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ARS Home » Plains Area » Temple, Texas » Grassland Soil and Water Research Laboratory » Research » Publications at this Location » Publication #377016

Research Project: Resilient Management Systems and Decision Support Tools to Optimize Agricultural Production and Watershed Responses from Field to National Scale

Location: Grassland Soil and Water Research Laboratory

Title: Projecting the effects of agricultural conservation practices on stream fish communities in a changing climate

Author
item FRAKER, MICHAEL - THE OHIO STATE UNIVERSITY
item KEITZER, S - TUSCULUM UNIVERSITY
item SINCLAIR, JAMES - THE OHIO STATE UNIVERSITY
item ALOYSIUS, NOEL - UNIVERSITY OF MISSOURI
item DIPPOLD, DAVID - THE OHIO STATE UNIVERSITY
item YEN, HAW - TEXAS AGRILIFE RESEARCH
item Arnold, Jeffrey
item DAGGUPATI, PRASAD - UNIVERSITY OF GUELPH
item JOHNSON, MARI-VAUGHN - NATURAL RESOURCES CONSERVATION SERVICE (NRCS, USDA)
item MARTIN, JAY - THE OHIO STATE UNIVERSITY
item ROBERTSON, DALE - U.S. GEOLOGICAL SURVEY (USGS)
item SOWA, SCOTT - THE NATURE CONSERVANCY
item White, Michael
item LUDSIN, STUART - THE OHIO STATE UNIVERSITY

Submitted to: Science of the Total Environment
Publication Type: Peer Reviewed Journal
Publication Acceptance Date: 7/18/2020
Publication Date: N/A
Citation: N/A

Interpretive Summary: Climate change might affect water quality and biodiversity benefits of present-day agricultural conservation practices. To explore this issue, we forecasted how the stream fish communities in the Western Lake Erie Basin (WLEB) would respond to increasing amounts of agricultural conservation practice (ACP) implementation under two IPCC future (2020–2065) greenhouse gas emission scenarios. We used output from General Circulation Models to drive linked agricultural land use (APEX), watershed hydrology (SWAT), and stream fish distribution models, to project changes in habitat and fish community composition. Our models predicted both positive and negative effects of climate change and ACP implementation on WLEB stream fishes. We found that extreme climate change would reduce available habitat for large-bodied, cool-water species which are of importance to recreational fishing (e.g., northern pike, smallmouth bass). Available habitat for warm-water, benthic species (e.g., northern hogsucker, greater redhorse, greenside darter) was predicted to increase. Further, ACP implementation was projected to hasten these shifts, suggesting that efforts to improve water quality could come with costs to other ecosystem services (e.g., recreational fishing opportunities). Collectively, our findings demonstrate the need to consider biological outcomes when developing strategies to mitigate water quality impairment.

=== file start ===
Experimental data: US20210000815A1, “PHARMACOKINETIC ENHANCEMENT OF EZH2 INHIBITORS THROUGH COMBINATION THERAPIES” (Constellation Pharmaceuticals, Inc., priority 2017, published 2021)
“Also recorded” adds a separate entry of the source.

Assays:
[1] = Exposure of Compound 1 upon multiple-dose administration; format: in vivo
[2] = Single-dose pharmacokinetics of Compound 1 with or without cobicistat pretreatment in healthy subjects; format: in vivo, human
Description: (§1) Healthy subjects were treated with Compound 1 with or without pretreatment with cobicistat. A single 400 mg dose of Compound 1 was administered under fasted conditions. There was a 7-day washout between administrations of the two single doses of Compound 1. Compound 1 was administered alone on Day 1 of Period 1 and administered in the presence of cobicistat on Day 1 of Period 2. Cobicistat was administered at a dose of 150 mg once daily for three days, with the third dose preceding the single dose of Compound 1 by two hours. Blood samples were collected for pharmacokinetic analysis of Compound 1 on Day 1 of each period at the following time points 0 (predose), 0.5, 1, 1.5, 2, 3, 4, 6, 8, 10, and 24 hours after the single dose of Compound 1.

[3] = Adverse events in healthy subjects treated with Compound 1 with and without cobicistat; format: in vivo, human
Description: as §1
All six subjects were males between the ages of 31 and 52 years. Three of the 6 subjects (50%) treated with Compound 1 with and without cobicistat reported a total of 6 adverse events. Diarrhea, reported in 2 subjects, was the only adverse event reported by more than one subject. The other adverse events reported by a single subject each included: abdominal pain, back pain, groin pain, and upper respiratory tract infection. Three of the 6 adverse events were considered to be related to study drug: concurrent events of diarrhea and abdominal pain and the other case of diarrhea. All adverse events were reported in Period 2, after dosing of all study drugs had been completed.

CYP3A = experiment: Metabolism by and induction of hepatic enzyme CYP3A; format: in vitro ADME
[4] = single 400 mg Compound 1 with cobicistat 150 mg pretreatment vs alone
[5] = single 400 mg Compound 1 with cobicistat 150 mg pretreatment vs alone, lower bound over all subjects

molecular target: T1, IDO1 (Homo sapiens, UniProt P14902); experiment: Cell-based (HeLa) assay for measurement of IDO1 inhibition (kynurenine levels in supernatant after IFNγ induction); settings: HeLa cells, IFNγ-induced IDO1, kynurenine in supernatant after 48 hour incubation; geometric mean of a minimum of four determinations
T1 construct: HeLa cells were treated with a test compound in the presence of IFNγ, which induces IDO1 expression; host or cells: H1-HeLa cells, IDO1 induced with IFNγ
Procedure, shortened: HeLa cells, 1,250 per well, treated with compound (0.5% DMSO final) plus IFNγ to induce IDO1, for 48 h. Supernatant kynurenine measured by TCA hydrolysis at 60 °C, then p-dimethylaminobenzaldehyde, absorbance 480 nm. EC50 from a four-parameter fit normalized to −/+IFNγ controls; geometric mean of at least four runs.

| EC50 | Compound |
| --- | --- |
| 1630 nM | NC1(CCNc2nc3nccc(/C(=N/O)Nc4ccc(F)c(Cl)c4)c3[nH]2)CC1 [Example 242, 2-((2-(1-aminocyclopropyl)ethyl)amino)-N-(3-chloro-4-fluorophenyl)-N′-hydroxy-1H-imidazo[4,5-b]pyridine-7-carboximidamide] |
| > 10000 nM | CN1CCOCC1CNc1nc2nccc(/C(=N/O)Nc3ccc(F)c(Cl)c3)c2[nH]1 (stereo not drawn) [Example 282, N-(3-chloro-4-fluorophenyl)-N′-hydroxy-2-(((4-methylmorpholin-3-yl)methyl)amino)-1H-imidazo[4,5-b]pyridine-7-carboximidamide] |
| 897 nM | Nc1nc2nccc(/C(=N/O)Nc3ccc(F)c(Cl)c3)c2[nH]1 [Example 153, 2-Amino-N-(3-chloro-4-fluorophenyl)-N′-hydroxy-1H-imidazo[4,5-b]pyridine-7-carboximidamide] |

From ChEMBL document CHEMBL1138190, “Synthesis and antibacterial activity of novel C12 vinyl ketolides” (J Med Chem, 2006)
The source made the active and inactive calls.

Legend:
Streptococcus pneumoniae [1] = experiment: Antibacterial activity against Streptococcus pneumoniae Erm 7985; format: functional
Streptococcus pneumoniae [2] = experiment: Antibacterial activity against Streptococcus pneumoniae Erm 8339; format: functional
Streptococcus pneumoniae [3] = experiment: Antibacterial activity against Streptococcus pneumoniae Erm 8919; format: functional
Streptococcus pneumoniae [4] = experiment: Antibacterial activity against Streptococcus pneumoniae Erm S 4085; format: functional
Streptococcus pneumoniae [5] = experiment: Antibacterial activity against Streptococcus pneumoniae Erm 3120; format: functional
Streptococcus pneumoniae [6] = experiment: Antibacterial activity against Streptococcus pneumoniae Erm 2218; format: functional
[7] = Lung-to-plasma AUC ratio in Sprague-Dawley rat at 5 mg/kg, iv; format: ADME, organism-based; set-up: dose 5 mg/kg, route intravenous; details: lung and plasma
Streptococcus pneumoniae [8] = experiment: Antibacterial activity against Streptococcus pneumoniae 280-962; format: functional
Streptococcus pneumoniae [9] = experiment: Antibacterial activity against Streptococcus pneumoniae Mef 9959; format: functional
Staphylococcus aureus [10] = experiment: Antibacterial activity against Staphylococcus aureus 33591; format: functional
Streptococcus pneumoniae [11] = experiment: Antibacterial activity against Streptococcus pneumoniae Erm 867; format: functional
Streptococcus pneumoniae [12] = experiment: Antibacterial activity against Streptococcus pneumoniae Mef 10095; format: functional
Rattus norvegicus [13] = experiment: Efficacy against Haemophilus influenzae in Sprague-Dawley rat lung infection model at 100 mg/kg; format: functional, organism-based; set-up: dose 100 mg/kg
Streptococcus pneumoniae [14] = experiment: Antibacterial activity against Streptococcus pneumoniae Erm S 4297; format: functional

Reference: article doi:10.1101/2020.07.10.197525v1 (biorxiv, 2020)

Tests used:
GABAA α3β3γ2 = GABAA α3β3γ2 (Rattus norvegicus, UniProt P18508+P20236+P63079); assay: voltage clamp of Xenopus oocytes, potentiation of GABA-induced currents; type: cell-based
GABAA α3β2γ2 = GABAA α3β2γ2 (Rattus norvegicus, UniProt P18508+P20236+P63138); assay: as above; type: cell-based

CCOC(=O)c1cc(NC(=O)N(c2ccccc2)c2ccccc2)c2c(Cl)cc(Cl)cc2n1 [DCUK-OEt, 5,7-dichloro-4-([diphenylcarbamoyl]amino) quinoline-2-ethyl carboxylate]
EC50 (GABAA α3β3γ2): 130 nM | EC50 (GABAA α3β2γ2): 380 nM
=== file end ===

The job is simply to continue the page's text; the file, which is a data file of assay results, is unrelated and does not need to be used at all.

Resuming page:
Technical Abstract: How anticipated climate change might affect long-term outcomes of present-day agricultural conservation practices remains a key uncertainty that could benefit water quality and biodiversity conservation planning. To explore this issue, we forecasted how the stream fish communities in the Western Lake Erie Basin (WLEB) would respond to increasing amounts of agricultural conservation practice (ACP) implementation under two IPCC future greenhouse gas emission scenarios (RCP4.5: moderate reductions; RCP8.5: business-as-usual conditions) during 2020–2065. We used output from 19 General Circulation Models to drive linked agricultural land use (APEX), watershed hydrology (SWAT), and stream fish distribution (boosted regression tree) models, subsequently analyzing how projected changes in habitat would influence fish community composition and functional trait diversity. Our models predicted both positive and negative effects of climate change and ACP implementation on WLEB stream fishes. For most species, climate and ACPs influenced species in the same direction, with climate effects outweighing those of ACP implementation. Functional trait analysis helped clarify the varied responses among species, indicating that more extreme climate change would reduce available habitat for large-bodied, cool-water species with equilibrium life histories, many of which also are of importance to recreational fishing (e.g., northern pike, smallmouth bass). By contrast, available habitat for warm-water, benthic species with more periodic or opportunistic life-histories (e.g., northern hogsucker, greater redhorse, greenside darter) was predicted to increase. Further, ACP implementation was projected to hasten these shifts, suggesting that efforts to improve water quality could come with costs to other ecosystem services (e.g., recreational fishing opportunities). Collectively, our findings demonstrate the need to consider biological outcomes when developing strategies to mitigate water quality impairment and highlight the value of physical-biological modeling approaches to agricultural and biological conservation planning in a changing climate.